Tech Companies Announce Mass Layoffs Amid Economic Woes (

Finally, when the Great Nixonian Error of Fiat Money met up with “Bubbles” Greenspan.


The Rising Tide Of Money Which Lifted All Yachts, Part 1


The assumption that market capitalism is working according to the scriptures penned by St. Adam Smith is dead wrong, and has been for decades now. That’s because today’s bailout-ridden crony capitalism is not remotely the real thing, and because free markets can’t function efficiently and productively when they are flooded with cheap credit printed by the central bank.

The ill effects of these perversions are legion, but one of the most obnoxious is massive financial windfalls to a tiny elite of the wealthy and a concomitant depletion of the middle class. So here is but one of the smoking guns that can be offered in evidence.

To wit, in 1989 the collective net worth of the top 1% of households weighed in at $4.8 trillion, which was 6.2X the $775 billion net worth of the bottom 50% of households. By Q1 2022, however, those figures were $45 trillion versus $3.7 trillion, meaning that the wealth differential is now 12.2X.

In round numbers, therefore, the top 1% gained $40 trillion of wealth over that 33-year period compared to the mere $3 trillion gain of the bottom 50%.

In more mundane terms, there are currently 65 million households in the bottom 50%, which have an average net worth of just $56,000. This compares to the 1.2 million households in the top 1% which sport an average net worth of $38 million.

Needless to say, there is no reason to believe that left to its own devices free market capitalism would generate this 680:1 wealth differential per household. Indeed, three decades ago—and well before the Fed went into money-printing overdrive—the per household wealth differential between the top 1% and the bottom 50% was barely half of today’s level.

Stated differently, the heyday of America’s post-war prosperity confirmed President Kennedy’s famous aphorism that “a rising tide lifts all boats”.

But once Alan Greenspan inaugurated the current era of rampant money printing, stock market coddling and egregious bailouts, the more accurate characterization is that a rising tide has been mainly lifting all the yachts.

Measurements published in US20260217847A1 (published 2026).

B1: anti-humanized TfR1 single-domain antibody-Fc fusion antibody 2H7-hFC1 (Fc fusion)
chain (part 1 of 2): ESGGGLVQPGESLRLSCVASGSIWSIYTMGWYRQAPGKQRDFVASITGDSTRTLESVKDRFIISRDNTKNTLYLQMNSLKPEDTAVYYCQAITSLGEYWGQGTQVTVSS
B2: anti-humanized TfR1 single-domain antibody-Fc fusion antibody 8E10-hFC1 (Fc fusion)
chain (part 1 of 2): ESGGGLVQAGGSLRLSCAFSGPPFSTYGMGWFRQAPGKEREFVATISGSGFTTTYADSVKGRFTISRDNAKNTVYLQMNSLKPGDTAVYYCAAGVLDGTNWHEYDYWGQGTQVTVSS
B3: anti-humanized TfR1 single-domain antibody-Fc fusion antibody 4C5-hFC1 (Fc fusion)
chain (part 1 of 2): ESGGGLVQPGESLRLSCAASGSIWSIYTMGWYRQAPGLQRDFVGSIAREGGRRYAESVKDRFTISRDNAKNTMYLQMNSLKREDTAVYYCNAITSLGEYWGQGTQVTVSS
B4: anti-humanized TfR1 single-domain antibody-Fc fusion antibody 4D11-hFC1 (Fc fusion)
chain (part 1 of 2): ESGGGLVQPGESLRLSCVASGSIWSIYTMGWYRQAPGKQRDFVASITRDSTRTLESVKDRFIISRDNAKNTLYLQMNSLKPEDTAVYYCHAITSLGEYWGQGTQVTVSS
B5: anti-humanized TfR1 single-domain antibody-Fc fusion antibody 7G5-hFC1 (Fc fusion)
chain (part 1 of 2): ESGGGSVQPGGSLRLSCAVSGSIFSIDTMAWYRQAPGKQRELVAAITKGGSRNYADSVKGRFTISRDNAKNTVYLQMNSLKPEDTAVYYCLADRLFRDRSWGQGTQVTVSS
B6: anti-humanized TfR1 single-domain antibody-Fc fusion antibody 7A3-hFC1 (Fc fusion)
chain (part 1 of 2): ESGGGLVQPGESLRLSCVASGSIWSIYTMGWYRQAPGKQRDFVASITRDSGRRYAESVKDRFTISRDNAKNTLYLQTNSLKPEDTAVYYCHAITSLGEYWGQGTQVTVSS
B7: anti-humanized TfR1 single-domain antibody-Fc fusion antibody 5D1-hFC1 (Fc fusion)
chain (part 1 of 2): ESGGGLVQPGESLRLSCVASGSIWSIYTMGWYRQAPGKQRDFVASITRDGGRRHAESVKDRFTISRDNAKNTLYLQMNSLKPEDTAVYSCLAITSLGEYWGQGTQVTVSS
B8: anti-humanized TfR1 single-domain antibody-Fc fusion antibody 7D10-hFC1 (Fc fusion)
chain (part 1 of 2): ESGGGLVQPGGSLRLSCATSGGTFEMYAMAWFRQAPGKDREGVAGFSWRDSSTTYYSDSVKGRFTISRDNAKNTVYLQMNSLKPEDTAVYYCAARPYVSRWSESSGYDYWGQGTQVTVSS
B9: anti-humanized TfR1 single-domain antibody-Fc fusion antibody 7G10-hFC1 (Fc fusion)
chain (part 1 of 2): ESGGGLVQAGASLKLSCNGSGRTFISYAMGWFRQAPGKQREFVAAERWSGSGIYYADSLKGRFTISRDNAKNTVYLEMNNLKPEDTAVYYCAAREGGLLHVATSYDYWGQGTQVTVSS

The Rising Tide Of Money Which Lifted All Yachts, Part 1 (

The first panacea for a mismanaged nation is inflation of the currency; the second is war. Both bring a temporary prosperity; both bring a permanent ruin. But both are the refuge of political and economic opportunists.


Ernest Hemingway.

Global Inflation/Stagflation/Recession Watch.

Given our Magic Money Tree central banksters and our spendthrift politicians, inflation now needs an entire section of its own.

Bank of England to hike interest rates for 12th time in a row and forecast falling inflation

May 9, 2023

The Bank of England is poised to intensify the strain on households and businesses’ finances by hiking interest rates for the 12th time in a row this Thursday in a bid to bring down inflation, City analysts are betting.

Threadneedle Street’s nine-member Monetary Policy Committee (MPC), the group tasked with setting official borrowing costs in the UK, is anticipated to kick rates 25 basis points higher to 4.5 per cent, their highest level since October 2008.

Bank Governor Andrew Bailey and the rest of the MPC are likely to be lured into the decision by inflation remaining stubbornly high and the economy consistently defying the Bank’s downbeat projections.

Fresh figures out on Friday are expected to show gross domestic product – a measure of all goods and services made in the UK – grew 0.1 per cent in the first three months of this year, above the Bank’s forecasts, putting the country on track to dodge a recession in the first half of this year.

Core inflation, which strips out volatile food and energy price movements, held steady at 6.2 per cent, signifying the Bank could have to tighten policy more to unpick tough price pressures from the UK economy.

“Stronger data supports the hiking cause. Most notable releases include the upside surprise to March core inflation, a strong pick-up in underlying wage momentum, generally ongoing strength in labour market activity, a rise in consumer confidence, and a more resilient looking housing market,” analysts at Japanese bank Nomura said.

“The MPC can justifiably argue that the criteria for tightening monetary policy further that it set out in the March policy statement have been met,” consultancy Oxford Economics said.